Correctional Officers Say For-Profit Prisons Won't Save Money

By: Teamsters Local 2011, Tampa, FL
By: Teamsters Local 2011, Tampa, FL

Turning prison facilities over to for-profit companies won’t save Florida taxpayers any money and will probably cost them more, said Teamster correctional officers, their families, their neighbors and union officials who came to the Statehouse Monday.

(TALLAHASSEE, Fla.) — January 23, 2012 -

Turning prison facilities over to for-profit companies won’t save Florida taxpayers any money and will probably cost them more, said Teamster correctional officers, their families, their neighbors and union officials who came to the Statehouse Monday.

Former Sen. Ron Silver, attorney for Teamsters Local 2011 in Tampa, testified against the privatization proposal at a hearing of the Senate Rules Committee.

“This is yet another proposal based on empty promises of savings to the state,” Silver said.  “The thousands of families and hundreds of local communities impacted by this proposal deserve better from their state officials. What recourse do they have after they lose their jobs and the promised savings are never realized? This is about real people, real families and real communities facing irreparable harm.”

Ken Wood, Acting President of Local 2011, said the rush to privatize correctional facilities has nothing to do with cost savings.

“After many conversations with our members and a great deal of research, I’m convinced that privatization is about political payback, not saving money,” said Wood. “This is just politics as usual.” 

There is almost no evidence that Florida’s for-profit prisons have saved money, according to a 2010 Florida Center for Fiscal and Economic Policy report. The report noted that prisoners who are most costly to handle, such as high-security risks, are usually housed in public prisons.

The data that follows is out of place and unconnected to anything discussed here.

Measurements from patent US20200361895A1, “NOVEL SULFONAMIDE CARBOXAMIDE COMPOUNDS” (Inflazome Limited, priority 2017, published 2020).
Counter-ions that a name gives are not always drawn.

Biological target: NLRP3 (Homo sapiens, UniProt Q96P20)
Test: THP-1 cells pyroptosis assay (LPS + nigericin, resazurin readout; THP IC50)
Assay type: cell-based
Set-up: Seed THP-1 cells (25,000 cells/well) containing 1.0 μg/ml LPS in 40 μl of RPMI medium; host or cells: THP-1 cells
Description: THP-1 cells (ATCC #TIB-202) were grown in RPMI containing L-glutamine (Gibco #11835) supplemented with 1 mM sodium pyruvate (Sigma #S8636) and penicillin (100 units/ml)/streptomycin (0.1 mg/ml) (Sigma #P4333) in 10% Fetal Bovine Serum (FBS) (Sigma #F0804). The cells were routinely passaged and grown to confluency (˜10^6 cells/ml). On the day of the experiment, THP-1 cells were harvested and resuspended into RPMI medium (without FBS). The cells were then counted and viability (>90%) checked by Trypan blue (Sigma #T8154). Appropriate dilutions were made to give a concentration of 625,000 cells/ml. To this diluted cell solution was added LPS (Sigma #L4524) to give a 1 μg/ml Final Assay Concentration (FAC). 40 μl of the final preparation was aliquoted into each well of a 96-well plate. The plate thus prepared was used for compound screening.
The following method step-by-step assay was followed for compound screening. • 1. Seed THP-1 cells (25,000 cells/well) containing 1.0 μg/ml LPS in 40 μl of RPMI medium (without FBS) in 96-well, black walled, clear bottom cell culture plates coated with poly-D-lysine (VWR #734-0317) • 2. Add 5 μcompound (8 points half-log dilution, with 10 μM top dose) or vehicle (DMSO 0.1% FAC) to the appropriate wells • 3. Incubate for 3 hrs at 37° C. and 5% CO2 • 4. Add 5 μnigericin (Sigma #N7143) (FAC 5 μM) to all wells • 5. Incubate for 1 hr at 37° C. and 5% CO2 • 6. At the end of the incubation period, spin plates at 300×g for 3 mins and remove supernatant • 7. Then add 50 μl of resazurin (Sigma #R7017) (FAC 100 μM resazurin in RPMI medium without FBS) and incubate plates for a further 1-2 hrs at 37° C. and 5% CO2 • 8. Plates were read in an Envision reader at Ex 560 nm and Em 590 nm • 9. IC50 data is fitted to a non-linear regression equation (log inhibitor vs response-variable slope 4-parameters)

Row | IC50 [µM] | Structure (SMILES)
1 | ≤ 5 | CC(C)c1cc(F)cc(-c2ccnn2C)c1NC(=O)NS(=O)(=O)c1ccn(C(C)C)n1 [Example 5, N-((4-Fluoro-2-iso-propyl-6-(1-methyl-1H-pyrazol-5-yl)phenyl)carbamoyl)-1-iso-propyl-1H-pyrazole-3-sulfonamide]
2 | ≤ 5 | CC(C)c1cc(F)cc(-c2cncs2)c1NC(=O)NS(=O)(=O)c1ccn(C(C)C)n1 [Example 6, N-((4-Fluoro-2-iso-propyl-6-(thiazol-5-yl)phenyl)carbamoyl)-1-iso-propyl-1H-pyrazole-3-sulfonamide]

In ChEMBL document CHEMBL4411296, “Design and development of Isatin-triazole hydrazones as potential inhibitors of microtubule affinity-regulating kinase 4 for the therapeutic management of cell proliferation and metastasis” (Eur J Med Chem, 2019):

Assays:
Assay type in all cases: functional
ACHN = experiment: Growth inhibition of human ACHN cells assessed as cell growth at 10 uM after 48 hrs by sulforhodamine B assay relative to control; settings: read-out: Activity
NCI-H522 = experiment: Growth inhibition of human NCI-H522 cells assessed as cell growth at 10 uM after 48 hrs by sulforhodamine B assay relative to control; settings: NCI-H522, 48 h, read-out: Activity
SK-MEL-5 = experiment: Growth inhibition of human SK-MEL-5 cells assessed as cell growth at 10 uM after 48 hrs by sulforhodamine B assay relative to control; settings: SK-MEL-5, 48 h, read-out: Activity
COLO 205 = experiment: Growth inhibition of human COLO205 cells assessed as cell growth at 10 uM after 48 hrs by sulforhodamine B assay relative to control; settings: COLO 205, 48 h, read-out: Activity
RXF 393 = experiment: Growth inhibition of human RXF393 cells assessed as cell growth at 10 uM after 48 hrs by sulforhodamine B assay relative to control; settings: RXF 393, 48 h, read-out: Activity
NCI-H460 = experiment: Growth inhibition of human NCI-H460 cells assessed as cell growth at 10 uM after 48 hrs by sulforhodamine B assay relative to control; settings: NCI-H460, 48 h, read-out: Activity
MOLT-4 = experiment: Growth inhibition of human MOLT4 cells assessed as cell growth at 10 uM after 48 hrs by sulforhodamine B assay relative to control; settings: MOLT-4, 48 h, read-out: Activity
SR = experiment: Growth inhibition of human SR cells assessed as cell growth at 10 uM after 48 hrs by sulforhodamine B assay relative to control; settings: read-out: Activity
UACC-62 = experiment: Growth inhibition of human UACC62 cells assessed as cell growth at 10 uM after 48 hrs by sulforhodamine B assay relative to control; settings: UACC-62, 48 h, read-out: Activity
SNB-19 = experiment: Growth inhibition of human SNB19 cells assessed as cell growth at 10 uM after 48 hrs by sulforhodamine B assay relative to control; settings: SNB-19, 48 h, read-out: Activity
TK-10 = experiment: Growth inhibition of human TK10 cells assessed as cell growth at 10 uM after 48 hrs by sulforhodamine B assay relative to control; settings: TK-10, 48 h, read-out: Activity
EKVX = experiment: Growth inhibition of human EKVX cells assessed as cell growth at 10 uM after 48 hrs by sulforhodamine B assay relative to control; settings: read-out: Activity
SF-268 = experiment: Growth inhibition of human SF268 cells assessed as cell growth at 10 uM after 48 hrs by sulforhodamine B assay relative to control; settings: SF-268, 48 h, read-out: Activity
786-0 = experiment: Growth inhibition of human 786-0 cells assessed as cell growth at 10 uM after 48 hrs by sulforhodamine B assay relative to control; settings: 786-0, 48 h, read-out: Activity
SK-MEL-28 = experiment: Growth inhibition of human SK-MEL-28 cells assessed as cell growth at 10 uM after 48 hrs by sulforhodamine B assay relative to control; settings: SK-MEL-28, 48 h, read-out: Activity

Wood said the proposed closing of 11 facilities is directly related to privatization. “Whether it’s a closure or a privatization, these reckless proposals will hurt thousands of Florida’s working families,” he said. .

Capt. Mark Prevatt, a correctional officer at Jefferson C.I., said closing the institution will have a major impact on the staff and on the community, which is a rural area of critical economic concern. “There are no jobs for this county, this is it,” he said. “Closing the facility will put the small businesses under, because there will be no one there to support them.
“None of the private facilities was subject to the same criteria as the public facilities, and non-specified, non-weighted factors were used. It isn’t right and it isn’t fair.”
The plans include closures of the New River Correctional in Raiford, Jefferson Correctional in Monticello, Demilly Correctional Institute in Polk City, Gainesville C.I., Indian River C.I. in Vero Beach, and the women’s prisons Broward C.I. in Fort Lauderdale and Hillsborough C.I. in Riverview near Tampa.

The department also plans to close work camps in Gadsden, Washington and Hendry counties and the Levy forestry camp.

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